The current executive leadership of firms across the financial services landscape are unlikely to still be incumbent in 2050 – the “hard deadline” for a net-zero world – but nevertheless, bold decisions must be taken now to realise that goal. By implementing deadlines for activity by 2025 (ideally) or 2030 (at the latest), the industry will be best placed to ensure that incremental changes are realised and will therefore be better equipped to hold executives to account on hitting these targets.

The UN-convened Net Zero Asset Owner Alliance already has a defined process in place for this: its Target Setting Protocol has been upheld as the ‘gold standard’ for net zero target setting in a recent communique by UN Secretary General Antonio Guterres, with the protocol referenced (among others) by net zero initiatives for asset managers and investment consultants. In addition, all initiatives mentioned here are part of the Race to Zero scheme, requiring initiative signatories to conduct annual reporting and submit to public scrutiny. This transparency is critical in the pathway to net zero.

Additionally, stewardship, policy engagement, and financing of the transition to net zero form the foundation to achieving change in the real economy, which is key in a cohesive net zero strategy and any credible investor climate action plan. Investors have a key role to play in engaging policymakers on implementing effective policies to enable the transition to a net zero carbon economy.

Similarly, stewardship is a key tool that must form an integral part of any net zero strategy. The Climate Action 100+ initiative, for example, provides a platform for investors to engage with the highest emitting companies on net zero targets and has so far resulted in 83 (52%) of the initiative’s focus companies announcing an ambition to achieve net-zero emissions by 2050 or sooner.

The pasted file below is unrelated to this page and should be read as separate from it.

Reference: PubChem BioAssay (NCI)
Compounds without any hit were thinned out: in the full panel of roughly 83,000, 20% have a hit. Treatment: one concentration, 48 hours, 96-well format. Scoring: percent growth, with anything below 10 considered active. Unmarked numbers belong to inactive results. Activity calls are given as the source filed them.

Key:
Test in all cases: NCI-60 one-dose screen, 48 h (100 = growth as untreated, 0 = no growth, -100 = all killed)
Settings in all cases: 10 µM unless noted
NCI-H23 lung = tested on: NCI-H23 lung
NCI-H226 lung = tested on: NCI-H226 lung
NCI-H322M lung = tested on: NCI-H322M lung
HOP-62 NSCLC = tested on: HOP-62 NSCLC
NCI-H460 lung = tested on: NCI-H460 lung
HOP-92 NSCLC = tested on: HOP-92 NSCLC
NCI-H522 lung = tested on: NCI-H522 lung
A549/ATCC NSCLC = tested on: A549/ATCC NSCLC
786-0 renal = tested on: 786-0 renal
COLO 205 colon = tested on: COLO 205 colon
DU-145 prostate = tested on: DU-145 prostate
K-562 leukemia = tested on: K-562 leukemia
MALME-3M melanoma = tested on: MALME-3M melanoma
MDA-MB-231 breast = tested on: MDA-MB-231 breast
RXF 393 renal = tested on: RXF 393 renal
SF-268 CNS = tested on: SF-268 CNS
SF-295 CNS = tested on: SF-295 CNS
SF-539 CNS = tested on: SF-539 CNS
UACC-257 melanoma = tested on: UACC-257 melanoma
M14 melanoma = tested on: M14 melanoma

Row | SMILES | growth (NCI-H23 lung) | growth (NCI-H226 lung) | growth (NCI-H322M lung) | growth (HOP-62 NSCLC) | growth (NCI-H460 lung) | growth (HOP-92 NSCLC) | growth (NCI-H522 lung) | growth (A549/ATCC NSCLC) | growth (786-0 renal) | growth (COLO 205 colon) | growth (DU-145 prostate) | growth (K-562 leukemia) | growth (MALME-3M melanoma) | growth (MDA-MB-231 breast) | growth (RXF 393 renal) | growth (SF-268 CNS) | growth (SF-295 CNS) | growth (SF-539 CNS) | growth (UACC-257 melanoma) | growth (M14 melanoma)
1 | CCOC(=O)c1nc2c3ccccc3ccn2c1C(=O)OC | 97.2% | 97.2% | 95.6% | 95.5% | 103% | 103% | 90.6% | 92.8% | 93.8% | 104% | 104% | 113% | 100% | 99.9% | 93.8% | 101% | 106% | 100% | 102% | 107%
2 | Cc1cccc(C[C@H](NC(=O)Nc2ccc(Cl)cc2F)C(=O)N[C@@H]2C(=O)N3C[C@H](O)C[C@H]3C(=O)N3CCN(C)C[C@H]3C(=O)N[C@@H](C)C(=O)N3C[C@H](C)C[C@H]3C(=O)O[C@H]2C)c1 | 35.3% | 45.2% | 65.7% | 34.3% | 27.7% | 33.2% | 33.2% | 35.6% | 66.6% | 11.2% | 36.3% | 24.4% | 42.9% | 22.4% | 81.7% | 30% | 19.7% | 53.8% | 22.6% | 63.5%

Importantly, net zero targets should not be considered in isolation. They require a holistic view of climate that recognises the link between issues such deforestation, the loss of biodiversity, the use of non-renewables and the ability to realise a just and equitable transition for even the most marginalised communities around the world – many of which are most at risk of the physical effects of climate change.

As innovation and good practice evolves, we can expect the bar to be raised further each year.  Today’s ‘gold standard’ is not necessarily the gold standard of tomorrow. Leaders aspiring to credibility and high ambition cannot stand still and pat themselves on the back. Rather, they need to keep challenging themselves and keep an eye on the horizon for emerging topics relating to net zero implementation and stay closely tuned to civil society. Firms must not only consider these complex factors when developing and implementing their net zero strategy but should also act as a collective in implementing them, with a common approach and shared message being key to achieving meaningful change across the financial sector as a whole.

Expectations for action on climate change are higher than ever in the run up to COP26. Commitment, action and accountability are needed from stakeholders, including governments, regulators, banks, investors and indeed civil society. The financial sector has a vital role to play in facilitating the change the planet needs in helping realise a global shift to net zero and coordination is the best way to help the industry move from commitment to action.

With a full network of net zero initiatives now covering every stage of the institutional investment process, firms now have unprecedented access to a committed network of their peers, as well as a suite of resources designed to help educate and inform on how best to meaningfully engage with portfolio companies to realise this change. It is time for them to roll up their sleeves and act.

Sagarika Chatterjee is Director of Climate Change for the Principles for Responsible Investment